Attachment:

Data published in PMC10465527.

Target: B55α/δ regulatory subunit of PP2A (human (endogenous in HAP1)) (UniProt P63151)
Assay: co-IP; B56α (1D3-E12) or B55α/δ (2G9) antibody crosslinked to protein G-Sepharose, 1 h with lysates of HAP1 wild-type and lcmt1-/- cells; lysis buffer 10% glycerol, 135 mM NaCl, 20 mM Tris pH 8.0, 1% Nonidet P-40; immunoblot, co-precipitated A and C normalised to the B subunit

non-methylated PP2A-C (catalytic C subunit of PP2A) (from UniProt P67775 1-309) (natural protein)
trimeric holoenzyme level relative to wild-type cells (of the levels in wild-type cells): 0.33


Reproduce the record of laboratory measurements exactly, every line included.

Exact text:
Data published in PMC10465527.

Target: B55α/δ regulatory subunit of PP2A (human (endogenous in HAP1)) (UniProt P63151)
Assay: co-IP; B56α (1D3-E12) or B55α/δ (2G9) antibody crosslinked to protein G-Sepharose, 1 h with lysates of HAP1 wild-type and lcmt1-/- cells; lysis buffer 10% glycerol, 135 mM NaCl, 20 mM Tris pH 8.0, 1% Nonidet P-40; immunoblot, co-precipitated A and C normalised to the B subunit

non-methylated PP2A-C (catalytic C subunit of PP2A) (from UniProt P67775 1-309) (natural protein)
trimeric holoenzyme level relative to wild-type cells (of the levels in wild-type cells): 0.33